Ten years ago, Edward Rosenbaum had a near-death experience when doctors told him he had only about 48 hours to live. Today, Rosenbaum shares his story with others who soon may be in the same condition.
Rosenbaum, a liver transplant mentor at Washington University and Barnes-Jewish Hospital Transplant Center, will celebrate a milestone anniversary as a liver transplant recipient.
Now 66, Rosenbaum has been a liver transplant mentor for the Transplant Mentor Program for nine years. He also represents liver patients as a member of the mentor steering committee.
The mentor program matches candidates for liver, kidney, lung or heart transplants with patients who have already undergone transplants. Mentors walk patients through the transplant experience, answering questions, providing reassurance and serving as a tangible example of the success of organ transplants.
After being diagnosed with primary biliary cirrhosis, Rosenbaum suffered with few effects for years. Then, in his early 50s, his liver began to fail and his health deteriorated. He was referred to the liver disease program, where he was put on the waiting list for a donor organ.
“I was basically going to die in the hospital,” says Rosenbaum. “But thankfully, while I was in the hospital, my wife received a call that changed everything. Doctors said I only had about 48 hours to live, so the call regarding a liver was right on time.”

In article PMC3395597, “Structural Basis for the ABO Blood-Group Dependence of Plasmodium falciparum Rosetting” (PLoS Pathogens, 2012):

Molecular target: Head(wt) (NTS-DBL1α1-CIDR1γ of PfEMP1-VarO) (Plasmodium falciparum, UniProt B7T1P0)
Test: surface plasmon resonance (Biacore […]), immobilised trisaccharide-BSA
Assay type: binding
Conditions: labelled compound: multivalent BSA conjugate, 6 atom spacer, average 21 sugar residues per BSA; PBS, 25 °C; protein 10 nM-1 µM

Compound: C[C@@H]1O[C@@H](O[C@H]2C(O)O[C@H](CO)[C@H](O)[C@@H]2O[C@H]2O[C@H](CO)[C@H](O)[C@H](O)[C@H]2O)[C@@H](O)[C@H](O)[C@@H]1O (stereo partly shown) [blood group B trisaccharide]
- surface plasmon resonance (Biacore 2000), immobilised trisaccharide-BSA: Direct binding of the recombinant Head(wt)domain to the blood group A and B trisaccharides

He received his transplant in April 2002.
Once he received a healthy liver, Rosenbaum made a quick recovery. He was released from the hospital about a week after the transplant and returned to work as a plant engineer for a plastics company a few months later.
Now Rosenbaum spends his time mentoring liver transplant patients in hopes of easing their fear or concerns.
“I felt I needed to give back to society and the hospital for all I was given,” says Rosenbaum. “I also involve my wife as a resource for the caretakers. Caretakers are as involved physically and emotionally as the person having the transplant.”
When Rosenbaum is not mentoring patients, he enjoys outdoor activities, such as bird hunting, training bird dogs and teaching hunter education.
“I’m enjoying life and I can pretty much do anything I want now,” he says. “I have no limitations for being 66 years old.”
For more, read this story in the St. Louis Post-Dispatch from Harry Jackson.